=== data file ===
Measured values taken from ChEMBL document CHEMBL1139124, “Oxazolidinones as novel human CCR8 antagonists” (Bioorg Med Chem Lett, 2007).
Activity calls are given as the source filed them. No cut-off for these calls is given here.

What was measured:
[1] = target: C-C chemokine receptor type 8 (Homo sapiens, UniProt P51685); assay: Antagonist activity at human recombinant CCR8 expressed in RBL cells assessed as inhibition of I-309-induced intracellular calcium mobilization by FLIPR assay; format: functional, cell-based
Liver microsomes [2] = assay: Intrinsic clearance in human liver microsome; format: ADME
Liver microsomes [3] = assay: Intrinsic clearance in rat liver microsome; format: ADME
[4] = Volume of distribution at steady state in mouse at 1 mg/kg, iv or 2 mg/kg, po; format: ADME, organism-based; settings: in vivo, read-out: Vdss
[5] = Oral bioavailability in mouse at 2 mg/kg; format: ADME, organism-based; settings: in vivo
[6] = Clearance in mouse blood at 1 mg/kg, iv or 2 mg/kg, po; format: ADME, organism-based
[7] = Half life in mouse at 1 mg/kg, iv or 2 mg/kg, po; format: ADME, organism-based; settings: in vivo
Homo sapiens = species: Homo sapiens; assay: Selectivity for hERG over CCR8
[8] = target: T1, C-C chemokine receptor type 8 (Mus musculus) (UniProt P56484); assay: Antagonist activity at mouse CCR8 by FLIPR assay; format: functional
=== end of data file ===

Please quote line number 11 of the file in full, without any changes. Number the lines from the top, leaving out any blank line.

Homo sapiens = species: Homo sapiens; assay: Selectivity for hERG over CCR8